The islands of New Caledonia offer visitors the fun of a modern tropical vacation along with the chance to experience ancient tribal culture and tradition. These islands combine warm breezes, white sand, turquoise lagoons, and Melanesian culture with French sophistication. In true Stowaway fashion, here are ways you can explore, dream, and discover several islands in the New Caledonia archipelago.

Grande Terre

Photo by Andrew Livingston. New Caledonia’s beautiful beaches on more than 30 islands give visitors a chance to watch the sun rise or set over the ocean horizon.

Grande Terre is the cigar-shaped main island of New Caledonia that became a French colony in 1853. The capital city of Noumea, a cultural melting pot, has come to be known as the “Paris of the Pacific.”

Explore the L’aquarium des lagons (Aquarium of the Lagoon). The aquarium contains various creatures and plant life that live in the lagoon, including phosphorescent corals, wrasses, and sharks.

Dream in the tropical foliage. Visitors can hike lush, forested mountains to reach beautiful waterfalls at Blue River Provincial Park or Madeleine Falls. As the sun goes down on the rolling plains, the sky turns purple with the dusk—and you can take in the fresh vegetation and wide open spaces.

Discover the diverse culture in Noumea. Visit the Tjibaou Cultural Center, which promotes and preserves the native culture of the Kanak people, the Melanesian group that is indigenous to New Caledonia.

Photo by William Lane. The Kanak people use totems as part of their religious worship.


Isle of the Pines

The Isle of the Pines is part of a set of islands south of Grande Terre. This island is surrounded by the New Caledonia Barrier Reef—the second largest coral reef in the world, second only to the Great Barrier Reef of Australia.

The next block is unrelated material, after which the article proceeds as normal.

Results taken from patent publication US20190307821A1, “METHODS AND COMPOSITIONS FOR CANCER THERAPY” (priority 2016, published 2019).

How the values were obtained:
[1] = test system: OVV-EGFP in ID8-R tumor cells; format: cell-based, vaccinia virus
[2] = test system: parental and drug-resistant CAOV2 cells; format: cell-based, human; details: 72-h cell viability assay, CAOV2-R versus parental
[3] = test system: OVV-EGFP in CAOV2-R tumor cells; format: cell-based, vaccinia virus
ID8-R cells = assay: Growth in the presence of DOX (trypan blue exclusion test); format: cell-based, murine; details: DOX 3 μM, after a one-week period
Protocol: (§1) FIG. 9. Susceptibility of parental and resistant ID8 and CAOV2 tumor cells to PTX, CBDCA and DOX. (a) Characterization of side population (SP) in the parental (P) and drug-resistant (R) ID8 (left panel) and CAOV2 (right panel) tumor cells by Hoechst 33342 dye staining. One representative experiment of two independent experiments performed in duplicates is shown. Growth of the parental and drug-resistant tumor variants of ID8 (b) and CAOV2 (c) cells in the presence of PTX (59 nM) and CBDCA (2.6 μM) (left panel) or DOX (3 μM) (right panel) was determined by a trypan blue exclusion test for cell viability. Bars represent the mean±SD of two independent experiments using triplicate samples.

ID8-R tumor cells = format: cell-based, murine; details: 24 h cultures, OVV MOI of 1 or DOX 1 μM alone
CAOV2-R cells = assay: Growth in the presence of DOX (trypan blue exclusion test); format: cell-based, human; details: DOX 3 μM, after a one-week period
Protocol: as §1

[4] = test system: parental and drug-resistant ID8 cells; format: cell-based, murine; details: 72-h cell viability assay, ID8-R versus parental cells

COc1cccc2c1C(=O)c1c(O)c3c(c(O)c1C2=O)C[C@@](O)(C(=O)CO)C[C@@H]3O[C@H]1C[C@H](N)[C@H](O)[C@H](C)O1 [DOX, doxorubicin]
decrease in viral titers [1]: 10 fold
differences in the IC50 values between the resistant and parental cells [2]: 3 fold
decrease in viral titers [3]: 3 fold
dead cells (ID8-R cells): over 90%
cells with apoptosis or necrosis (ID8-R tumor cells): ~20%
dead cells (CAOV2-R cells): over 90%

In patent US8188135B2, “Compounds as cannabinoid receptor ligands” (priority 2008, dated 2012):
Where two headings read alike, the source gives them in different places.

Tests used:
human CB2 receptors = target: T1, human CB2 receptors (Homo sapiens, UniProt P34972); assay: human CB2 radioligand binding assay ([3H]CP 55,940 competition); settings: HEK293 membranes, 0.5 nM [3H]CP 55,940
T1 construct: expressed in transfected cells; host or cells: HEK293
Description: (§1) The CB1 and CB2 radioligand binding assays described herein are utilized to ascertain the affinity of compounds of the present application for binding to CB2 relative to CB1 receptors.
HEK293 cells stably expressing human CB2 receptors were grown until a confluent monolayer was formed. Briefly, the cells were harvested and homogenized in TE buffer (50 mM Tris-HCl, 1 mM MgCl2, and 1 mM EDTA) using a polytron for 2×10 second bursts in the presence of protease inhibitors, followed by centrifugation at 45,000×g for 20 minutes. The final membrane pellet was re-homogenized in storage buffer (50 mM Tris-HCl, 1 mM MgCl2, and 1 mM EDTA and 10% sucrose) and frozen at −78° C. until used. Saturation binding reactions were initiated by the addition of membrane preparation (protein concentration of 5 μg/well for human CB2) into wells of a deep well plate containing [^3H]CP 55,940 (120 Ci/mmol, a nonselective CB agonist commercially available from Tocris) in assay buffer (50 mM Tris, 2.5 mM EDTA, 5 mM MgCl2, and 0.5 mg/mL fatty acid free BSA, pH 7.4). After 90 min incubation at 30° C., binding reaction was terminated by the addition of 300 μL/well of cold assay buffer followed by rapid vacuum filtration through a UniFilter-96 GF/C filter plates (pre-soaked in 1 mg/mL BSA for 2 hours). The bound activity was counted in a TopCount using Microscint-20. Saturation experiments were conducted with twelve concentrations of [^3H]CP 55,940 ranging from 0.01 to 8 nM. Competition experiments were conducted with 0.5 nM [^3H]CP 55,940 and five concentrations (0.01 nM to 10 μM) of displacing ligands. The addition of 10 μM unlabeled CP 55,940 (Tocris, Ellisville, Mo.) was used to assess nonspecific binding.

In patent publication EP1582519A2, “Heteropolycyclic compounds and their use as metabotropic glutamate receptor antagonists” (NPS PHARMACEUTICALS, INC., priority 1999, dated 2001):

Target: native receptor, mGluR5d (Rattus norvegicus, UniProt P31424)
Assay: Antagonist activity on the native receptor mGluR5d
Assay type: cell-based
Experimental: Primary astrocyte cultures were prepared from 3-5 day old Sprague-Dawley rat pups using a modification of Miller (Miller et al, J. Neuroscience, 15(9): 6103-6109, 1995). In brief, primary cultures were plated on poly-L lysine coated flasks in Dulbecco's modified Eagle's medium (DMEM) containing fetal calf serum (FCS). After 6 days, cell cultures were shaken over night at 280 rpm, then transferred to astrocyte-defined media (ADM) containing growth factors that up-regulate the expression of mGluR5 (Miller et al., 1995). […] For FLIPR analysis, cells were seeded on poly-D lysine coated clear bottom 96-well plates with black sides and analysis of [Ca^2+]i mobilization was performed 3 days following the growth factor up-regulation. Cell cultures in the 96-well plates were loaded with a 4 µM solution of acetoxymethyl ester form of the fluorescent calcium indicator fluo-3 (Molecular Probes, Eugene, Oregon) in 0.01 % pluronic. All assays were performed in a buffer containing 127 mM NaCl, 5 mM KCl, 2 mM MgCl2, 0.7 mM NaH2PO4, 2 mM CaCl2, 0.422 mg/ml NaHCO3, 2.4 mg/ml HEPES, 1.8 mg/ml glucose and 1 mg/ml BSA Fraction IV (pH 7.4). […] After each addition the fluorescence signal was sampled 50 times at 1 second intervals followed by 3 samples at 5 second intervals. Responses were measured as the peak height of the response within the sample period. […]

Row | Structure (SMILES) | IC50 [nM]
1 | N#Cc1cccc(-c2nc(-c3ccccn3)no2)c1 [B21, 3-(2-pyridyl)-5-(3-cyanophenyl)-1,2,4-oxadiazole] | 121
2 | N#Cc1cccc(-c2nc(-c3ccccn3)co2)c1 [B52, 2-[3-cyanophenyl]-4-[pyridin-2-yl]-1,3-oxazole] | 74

Explore the breathtaking beauty. Listed by UNESCO—United Nations Educational, Scientific and Cultural Organization—as a World Heritage Site, the lagoon around the island has been described as being so blue that it “almost hurts the eyes.”

Dream in a relaxed, secluded environment. The Isle of the Pines is a 20-minute flight from Noumea. Locals live in a relaxed way, sharing a wise philosophy: “Why measure the time? It will never end.”

Discover yourself. The tranquil beauty of the Isle of the Pines offers the perfect backdrop for quiet moments of self-reflection and rejuvenation.

Loyalty Islands

Photo by William Lane. People of New Caledonia, especially the native Melanesians, are very friendly and almost always have a story to tell.

The three main Loyalty Islands, Lifou, Mare, and Ouvea, are located just east of Grande Terre.

Explore the lagoon firsthand. Each of these islands offers various activities: big game fishing, scuba diving, and kayaking.

Dream about cuisine. Bougna, a traditional dish of the Loyalty Islands, consists of fish, prawns, lobsters, coconut milk, banana leaves, yams, and sweet potatoes—and don’t forget the snails and pigeons or the candlenut worms that add a hazelnut flavor. If you have more traditional, conservative tastes, don’t worry: Melanesians also eat a lot of chicken and rice-based meals.

Discover traditional Melanesian culture. The Melanesians, also known as the Kanaks, are extremely friendly and hospitable, and they maintain a notably laid-back lifestyle. You can get a taste of the Melanesian lifestyle by staying in a gÎte, a small hotel or resort that offers various levels of accommodations.

—Kathy Hopkinson